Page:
The Indian Jails Committee (1919-20) was established by the Government of India on 28th April 1919 to investigate the entire system of jail administration in India, especially the penal settlement in the Andamans. Sir Alexander Cardew, member, Executive Council, Madras was its chairman. Sir James H. Duboulay, secretary, Government of India, Home Department; Col. James Jackson, inspector general of prisons, Bombay; Lt. Col. Sir Walter J. Buchanan, inspector general of prisons, Bengal; Khan Bahadur Khalifa Syed Hamid Hussain, Delhi; D.M. Dorai Rajah of Puddukottah, Madras and Norman G. Mitchell-Innes Esq. inspector of prisons, Home Office, London, were the other members.
The committee visited the Andamans in January 1920 and the report was also submitted in the same year, but it was published only in 1921. The committee was not contented with the working of the penal settlement in the Andamans and accordingly, was in favour of the abandonment of the Andamans as a special place for criminal detention.
However, it recommended the preservation of the Andamans as a place of deportation for a restricted class of prisoners whose removal from British India was considered by the government concerned to be in the interest of the public. Unifying the two views the committee recommended that expatriation to the Andamans should be closed down except with regard to such prisoners as the Governor General-in-Council may, by special or general order direct.
The recommendations of the Jails Committee regarding the abolition of the penal settlement were largely accepted by the Government of India. An announcement was made by Sir William Vincent, the Home member in the Legislative Assembly, on 11th March 1921 to the effect that the Government of India had decided to put an end to the use of Andamans as a penal settlement.
As a result, further deportation to the Andamans was discontinued and repatriation started in 1921. Veer Savarkar, G.D. Savarkar and some other political prisoners who were only about thirty in number left in the Cellular Jail by that time, were repatriated to India in 1921.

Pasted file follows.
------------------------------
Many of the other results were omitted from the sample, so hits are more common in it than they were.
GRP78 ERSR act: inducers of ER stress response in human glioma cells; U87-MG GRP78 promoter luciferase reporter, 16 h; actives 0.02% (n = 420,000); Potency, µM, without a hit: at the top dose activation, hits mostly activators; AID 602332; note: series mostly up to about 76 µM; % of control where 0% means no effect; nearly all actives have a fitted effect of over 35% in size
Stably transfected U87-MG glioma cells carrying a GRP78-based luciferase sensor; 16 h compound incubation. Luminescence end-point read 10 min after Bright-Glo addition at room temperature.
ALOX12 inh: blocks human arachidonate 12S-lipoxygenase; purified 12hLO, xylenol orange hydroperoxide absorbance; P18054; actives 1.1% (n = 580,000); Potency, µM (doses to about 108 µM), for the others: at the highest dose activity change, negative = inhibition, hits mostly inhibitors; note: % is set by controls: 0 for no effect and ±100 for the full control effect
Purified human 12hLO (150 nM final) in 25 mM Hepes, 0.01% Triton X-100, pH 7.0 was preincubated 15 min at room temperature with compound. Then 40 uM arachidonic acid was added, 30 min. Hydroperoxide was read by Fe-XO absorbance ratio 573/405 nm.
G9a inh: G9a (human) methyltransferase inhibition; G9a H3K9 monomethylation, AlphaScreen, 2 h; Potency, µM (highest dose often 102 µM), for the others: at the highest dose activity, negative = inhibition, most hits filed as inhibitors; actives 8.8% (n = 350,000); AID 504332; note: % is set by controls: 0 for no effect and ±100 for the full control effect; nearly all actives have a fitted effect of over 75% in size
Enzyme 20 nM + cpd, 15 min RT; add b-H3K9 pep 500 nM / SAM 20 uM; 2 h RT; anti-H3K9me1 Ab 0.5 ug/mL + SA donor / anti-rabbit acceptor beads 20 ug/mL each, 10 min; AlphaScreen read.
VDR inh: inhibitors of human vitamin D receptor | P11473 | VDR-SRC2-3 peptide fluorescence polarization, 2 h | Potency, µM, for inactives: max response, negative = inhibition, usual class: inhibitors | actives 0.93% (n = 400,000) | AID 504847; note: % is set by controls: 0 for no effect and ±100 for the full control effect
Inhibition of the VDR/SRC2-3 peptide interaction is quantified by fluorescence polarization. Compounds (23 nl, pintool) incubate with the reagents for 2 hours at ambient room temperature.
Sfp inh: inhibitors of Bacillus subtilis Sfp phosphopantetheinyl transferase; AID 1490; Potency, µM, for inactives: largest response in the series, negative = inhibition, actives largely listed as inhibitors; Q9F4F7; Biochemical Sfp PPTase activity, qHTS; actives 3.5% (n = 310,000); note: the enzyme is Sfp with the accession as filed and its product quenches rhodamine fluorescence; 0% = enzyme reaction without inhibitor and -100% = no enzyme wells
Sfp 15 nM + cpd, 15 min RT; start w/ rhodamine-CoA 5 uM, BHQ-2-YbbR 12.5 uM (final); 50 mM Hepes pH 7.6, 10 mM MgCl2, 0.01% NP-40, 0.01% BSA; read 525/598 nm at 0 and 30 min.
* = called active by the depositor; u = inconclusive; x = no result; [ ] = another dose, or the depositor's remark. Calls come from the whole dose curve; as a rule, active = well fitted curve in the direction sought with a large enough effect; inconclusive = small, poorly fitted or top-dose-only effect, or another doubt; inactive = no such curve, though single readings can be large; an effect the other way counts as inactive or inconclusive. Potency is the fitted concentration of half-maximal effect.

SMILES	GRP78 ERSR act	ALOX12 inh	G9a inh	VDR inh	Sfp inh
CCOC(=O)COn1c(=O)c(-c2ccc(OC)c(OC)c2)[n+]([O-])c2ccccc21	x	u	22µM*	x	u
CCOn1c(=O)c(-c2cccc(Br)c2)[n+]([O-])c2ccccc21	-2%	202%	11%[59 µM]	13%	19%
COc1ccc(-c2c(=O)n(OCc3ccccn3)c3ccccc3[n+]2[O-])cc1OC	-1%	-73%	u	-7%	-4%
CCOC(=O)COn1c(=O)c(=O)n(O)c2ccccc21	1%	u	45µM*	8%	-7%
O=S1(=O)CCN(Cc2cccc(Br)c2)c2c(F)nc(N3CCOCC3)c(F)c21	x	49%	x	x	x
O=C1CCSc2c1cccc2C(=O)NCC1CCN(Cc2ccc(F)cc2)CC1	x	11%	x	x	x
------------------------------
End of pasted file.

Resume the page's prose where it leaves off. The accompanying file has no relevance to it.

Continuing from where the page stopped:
On 23rd September 1922, Sir William Vincent also introduced the Abolition of the Transportation Bill in the Legislative Assembly and informed the house that it was not only the intention of the government to abolish the punishment of deportation, but also to abandon the Andamans, as a penal settlement.
The repatriation of other convicts also continued. In 1921 when the government decided to close down the settlement, the convict population in the Andamans was 11,532, but by December 1925 their number was reduced to 7740. The Government of India issued a resolution (No. F-20/26 dated the 27th February 1926) on the subject.
However, contrary to the declared policy of the British government, some political prisoners were sent to the Andamans from 1922 onwards till the policy was eventually revised in 1932. The political prisoners deported during this period have been listed in the Andaman and Nicobar Administration release as Lakshmi Kanta Shukla and Vishnu Saran Dublis from the United Province and Kotaya Korrabu, Pandu Padal Bonangi, Sanyasayya Golivilli, Sanyasi Kunchatti, Satyanarayan Raju and Virayya Dora Taggi from Madras.
Vishnu Saran Dublis was convicted in the Kakori Conspiracy Case on 6th April 1927. He was sentenced to ten years rigorous imprisonment and was lodged in Naini Central Jail. He was erroneously implicated there in a jail riot case and was sentenced to another term of five years. In all, he was to endure a sentence for fifteen years. He was sent to the Andamans. Lakshmi Kanta Shukla was sentenced to transportation for life for trying to kill a British commissioner of Jhansi. He was send off to the Andamans. His wife Basumati also accompanied him.